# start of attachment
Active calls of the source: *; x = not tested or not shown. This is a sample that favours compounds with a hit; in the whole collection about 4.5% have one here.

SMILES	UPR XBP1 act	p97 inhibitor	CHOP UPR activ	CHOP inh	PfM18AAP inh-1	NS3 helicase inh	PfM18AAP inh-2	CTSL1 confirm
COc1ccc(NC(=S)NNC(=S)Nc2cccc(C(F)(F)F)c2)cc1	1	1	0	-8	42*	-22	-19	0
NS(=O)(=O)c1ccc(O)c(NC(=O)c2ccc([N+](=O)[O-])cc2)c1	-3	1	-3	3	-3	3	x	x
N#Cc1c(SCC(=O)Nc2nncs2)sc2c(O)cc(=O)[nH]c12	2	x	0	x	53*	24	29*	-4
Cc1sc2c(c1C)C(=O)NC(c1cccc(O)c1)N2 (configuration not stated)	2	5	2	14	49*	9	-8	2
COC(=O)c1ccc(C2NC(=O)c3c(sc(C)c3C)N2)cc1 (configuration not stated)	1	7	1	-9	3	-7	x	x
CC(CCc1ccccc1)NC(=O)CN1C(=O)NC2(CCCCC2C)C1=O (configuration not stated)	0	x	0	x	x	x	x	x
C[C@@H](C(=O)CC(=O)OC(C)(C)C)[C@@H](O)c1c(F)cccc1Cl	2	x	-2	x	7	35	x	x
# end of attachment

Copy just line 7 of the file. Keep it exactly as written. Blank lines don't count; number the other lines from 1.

COC(=O)c1ccc(C2NC(=O)c3c(sc(C)c3C)N2)cc1 (configuration not stated)	1	7	1	-9	3	-7	x	x